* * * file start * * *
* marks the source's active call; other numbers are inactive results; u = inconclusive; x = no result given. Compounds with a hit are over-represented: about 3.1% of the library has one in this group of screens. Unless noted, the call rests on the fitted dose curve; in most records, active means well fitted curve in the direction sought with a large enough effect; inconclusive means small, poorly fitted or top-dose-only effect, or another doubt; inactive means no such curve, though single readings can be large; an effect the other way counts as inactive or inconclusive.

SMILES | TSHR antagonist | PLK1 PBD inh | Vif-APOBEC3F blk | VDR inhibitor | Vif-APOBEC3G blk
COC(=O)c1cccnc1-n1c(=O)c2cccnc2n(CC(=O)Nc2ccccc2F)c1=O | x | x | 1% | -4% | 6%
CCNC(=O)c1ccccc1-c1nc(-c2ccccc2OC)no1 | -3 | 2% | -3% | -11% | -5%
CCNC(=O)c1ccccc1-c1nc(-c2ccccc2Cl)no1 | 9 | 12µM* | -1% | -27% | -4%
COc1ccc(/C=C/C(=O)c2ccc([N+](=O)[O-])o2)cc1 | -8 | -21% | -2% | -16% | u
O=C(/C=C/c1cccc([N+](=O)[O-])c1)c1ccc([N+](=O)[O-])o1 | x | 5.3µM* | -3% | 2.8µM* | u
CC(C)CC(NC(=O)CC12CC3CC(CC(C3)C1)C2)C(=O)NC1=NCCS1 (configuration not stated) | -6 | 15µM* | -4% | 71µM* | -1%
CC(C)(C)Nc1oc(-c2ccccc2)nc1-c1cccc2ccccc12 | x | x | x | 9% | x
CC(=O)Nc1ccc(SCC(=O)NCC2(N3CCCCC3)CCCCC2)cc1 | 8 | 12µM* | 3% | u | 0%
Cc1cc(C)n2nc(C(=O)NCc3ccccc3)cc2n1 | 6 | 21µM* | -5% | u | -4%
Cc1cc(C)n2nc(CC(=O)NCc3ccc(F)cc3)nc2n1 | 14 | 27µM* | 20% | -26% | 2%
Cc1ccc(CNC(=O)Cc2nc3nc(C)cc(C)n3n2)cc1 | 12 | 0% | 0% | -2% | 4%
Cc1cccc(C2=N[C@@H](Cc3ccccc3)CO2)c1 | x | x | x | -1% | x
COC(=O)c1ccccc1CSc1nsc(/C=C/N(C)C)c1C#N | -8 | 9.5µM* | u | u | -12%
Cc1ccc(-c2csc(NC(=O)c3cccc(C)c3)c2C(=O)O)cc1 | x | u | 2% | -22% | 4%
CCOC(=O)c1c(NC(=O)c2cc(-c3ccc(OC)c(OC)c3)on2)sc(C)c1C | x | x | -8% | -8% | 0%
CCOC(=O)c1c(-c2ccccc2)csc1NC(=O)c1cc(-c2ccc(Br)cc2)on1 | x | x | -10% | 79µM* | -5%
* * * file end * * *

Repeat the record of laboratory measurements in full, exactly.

* marks the source's active call; other numbers are inactive results; u = inconclusive; x = no result given. Compounds with a hit are over-represented: about 3.1% of the library has one in this group of screens. Unless noted, the call rests on the fitted dose curve; in most records, active means well fitted curve in the direction sought with a large enough effect; inconclusive means small, poorly fitted or top-dose-only effect, or another doubt; inactive means no such curve, though single readings can be large; an effect the other way counts as inactive or inconclusive.

SMILES | TSHR antagonist | PLK1 PBD inh | Vif-APOBEC3F blk | VDR inhibitor | Vif-APOBEC3G blk
COC(=O)c1cccnc1-n1c(=O)c2cccnc2n(CC(=O)Nc2ccccc2F)c1=O | x | x | 1% | -4% | 6%
CCNC(=O)c1ccccc1-c1nc(-c2ccccc2OC)no1 | -3 | 2% | -3% | -11% | -5%
CCNC(=O)c1ccccc1-c1nc(-c2ccccc2Cl)no1 | 9 | 12µM* | -1% | -27% | -4%
COc1ccc(/C=C/C(=O)c2ccc([N+](=O)[O-])o2)cc1 | -8 | -21% | -2% | -16% | u
O=C(/C=C/c1cccc([N+](=O)[O-])c1)c1ccc([N+](=O)[O-])o1 | x | 5.3µM* | -3% | 2.8µM* | u
CC(C)CC(NC(=O)CC12CC3CC(CC(C3)C1)C2)C(=O)NC1=NCCS1 (configuration not stated) | -6 | 15µM* | -4% | 71µM* | -1%
CC(C)(C)Nc1oc(-c2ccccc2)nc1-c1cccc2ccccc12 | x | x | x | 9% | x
CC(=O)Nc1ccc(SCC(=O)NCC2(N3CCCCC3)CCCCC2)cc1 | 8 | 12µM* | 3% | u | 0%
Cc1cc(C)n2nc(C(=O)NCc3ccccc3)cc2n1 | 6 | 21µM* | -5% | u | -4%
Cc1cc(C)n2nc(CC(=O)NCc3ccc(F)cc3)nc2n1 | 14 | 27µM* | 20% | -26% | 2%
Cc1ccc(CNC(=O)Cc2nc3nc(C)cc(C)n3n2)cc1 | 12 | 0% | 0% | -2% | 4%
Cc1cccc(C2=N[C@@H](Cc3ccccc3)CO2)c1 | x | x | x | -1% | x
COC(=O)c1ccccc1CSc1nsc(/C=C/N(C)C)c1C#N | -8 | 9.5µM* | u | u | -12%
Cc1ccc(-c2csc(NC(=O)c3cccc(C)c3)c2C(=O)O)cc1 | x | u | 2% | -22% | 4%
CCOC(=O)c1c(NC(=O)c2cc(-c3ccc(OC)c(OC)c3)on2)sc(C)c1C | x | x | -8% | -8% | 0%
CCOC(=O)c1c(-c2ccccc2)csc1NC(=O)c1cc(-c2ccc(Br)cc2)on1 | x | x | -10% | 79µM* | -5%